UPDATE: There is now a part 2 to this post.
On Gene Veith’s blog, I recently came across this great quote from ELCA Lutheran theologian Steven D. Paulson:
`I forgive you’… Luther taught and demonstrated that these simple words give absolute, indubitable certainty, and no one is more dangerous than a person who is certain. The certainty was not based on human self-certainty; it was the opposite of that. It was the certainty of forgiveness because of what the Son of God did by taking the sins of the world upon himself and defeating them at the cross… (p. 7)
Amen to that! But he then goes on to say:
“…The decisive cosmic battle of God against sin, death, and devil was already waged and won when Christ was raised from the dead to make a new kingdom of people who live with no law, nowhere to go, and nothing to accomplish. They were simply–free.” (7)
Now, I believe that we as God’s children are free indeed – to play and otherwise, but does this strike you as somehow a bit off? As I have said before,
“Although God’s Law is the only consistent moral framework that exists which enables us to grow in our relationships with God and one another – albeit only when empowered by and freed by the Gospel of grace – have we not come to doubt just this?” and “From what, ultimately, have we been saved? Sin, or the Law of God? We have been freed from the Law, and are no longer under the Law. But we have not been saved from the Law, for this we uphold and fulfill in Christ (Romans [3:31 and] 8:4).”
Is this just me refusing to embrace the radical Gospel as God has revealed it? (as Paul does in Romans 6:1). I don’t think so. In the conversation that resulted from the same blog post mentioned above, I had an interesting conversation with a gentleman who has visited this blog before.
This gentleman said: “God expects nothing of His children. That is the fundamental principle of the Gospel, probably best expressed in what Martin Luther wrote on his deathbed (cart?), ‘This is true, we are beggars all.'”
I responded: “Insofar as we are sinners, we need to be told that God expects us to follow His commandments. No? Not just that we ‘get to’, but that He expects us to, in His words, ‘make duty a pleasure.'”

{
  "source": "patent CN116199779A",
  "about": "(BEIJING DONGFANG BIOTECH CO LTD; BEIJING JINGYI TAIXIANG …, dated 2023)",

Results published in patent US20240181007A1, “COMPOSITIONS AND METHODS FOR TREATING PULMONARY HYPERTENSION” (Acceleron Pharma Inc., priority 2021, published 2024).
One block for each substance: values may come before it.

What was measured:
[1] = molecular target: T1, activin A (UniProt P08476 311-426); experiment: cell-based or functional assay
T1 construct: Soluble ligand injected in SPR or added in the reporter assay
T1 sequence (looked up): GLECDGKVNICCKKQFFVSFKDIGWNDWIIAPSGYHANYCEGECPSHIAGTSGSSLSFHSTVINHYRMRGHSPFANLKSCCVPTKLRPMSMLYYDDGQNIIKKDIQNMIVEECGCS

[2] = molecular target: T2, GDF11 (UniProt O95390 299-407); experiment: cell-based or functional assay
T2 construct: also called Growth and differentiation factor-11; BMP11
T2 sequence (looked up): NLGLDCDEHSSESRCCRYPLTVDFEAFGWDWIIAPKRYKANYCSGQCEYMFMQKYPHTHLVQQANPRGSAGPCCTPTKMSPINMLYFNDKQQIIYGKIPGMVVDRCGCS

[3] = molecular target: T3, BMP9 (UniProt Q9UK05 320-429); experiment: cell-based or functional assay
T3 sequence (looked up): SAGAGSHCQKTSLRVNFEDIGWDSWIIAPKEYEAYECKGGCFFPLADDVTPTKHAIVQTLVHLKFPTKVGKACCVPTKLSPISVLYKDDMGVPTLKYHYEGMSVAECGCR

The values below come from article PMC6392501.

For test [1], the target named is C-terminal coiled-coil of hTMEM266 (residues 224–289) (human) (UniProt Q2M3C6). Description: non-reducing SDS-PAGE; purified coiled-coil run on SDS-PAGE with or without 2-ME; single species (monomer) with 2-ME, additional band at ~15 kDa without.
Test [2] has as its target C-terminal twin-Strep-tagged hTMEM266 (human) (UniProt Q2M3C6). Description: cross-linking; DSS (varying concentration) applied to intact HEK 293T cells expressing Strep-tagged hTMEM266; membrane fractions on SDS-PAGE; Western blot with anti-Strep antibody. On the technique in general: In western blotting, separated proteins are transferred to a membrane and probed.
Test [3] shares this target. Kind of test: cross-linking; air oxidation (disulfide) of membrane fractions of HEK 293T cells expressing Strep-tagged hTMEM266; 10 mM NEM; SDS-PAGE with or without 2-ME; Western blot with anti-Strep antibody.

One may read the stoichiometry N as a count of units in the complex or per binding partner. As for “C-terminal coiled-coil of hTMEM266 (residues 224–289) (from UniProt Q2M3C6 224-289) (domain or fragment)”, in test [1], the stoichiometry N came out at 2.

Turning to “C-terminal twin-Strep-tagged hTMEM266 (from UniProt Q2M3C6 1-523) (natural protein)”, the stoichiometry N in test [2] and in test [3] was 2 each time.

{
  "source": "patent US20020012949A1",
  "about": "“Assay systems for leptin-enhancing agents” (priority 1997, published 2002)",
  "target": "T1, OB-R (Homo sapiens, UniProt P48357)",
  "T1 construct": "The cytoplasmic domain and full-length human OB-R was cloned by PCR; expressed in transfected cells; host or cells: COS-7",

He said: “… The relationship we have with our Father is not that we need to know what ‘He expects us to do’, but we need to know what His will is…. As soon as we think that ‘God expects something’, we have left the province of the Gospel. But as our Lord taught, even that will be forgiven.” (see the whole context here)
I said: “Not sure I really get the distinction. His will is that He expects love, no?”, and he replied: “No. HE IS LOVE. He expects nothing. Perfect love does not expect anything from anyone; perfect love only serves, as He Who took upon Himself the form of a Servant.”
To which I said: “…because God is love, He expects love from His children. He delights in making them into the kind of people who do love, and know the joy that comes through love. Insofar as we are sinners, we hate this and run from it. Insofar as we are saints, we delight and rejoice in it, for we desire to imitate our loving Father, and the Father of our Lord Jesus Christ, who revealed true love to us and made us the recipients of it. What a person needs to hear depends on the attitude we discern they have.”
I took notice when he quoted Luke 6: 35 (“But love your enemies, do good, and lend, expecting nothing in return. Your reward will be great, and you will be children of the Most High; for he is kind to the ungrateful and the wicked.”) and said “’Expect nothing in return’? That is how God loves.” (see the whole context here)
But then I thought a bit and replied: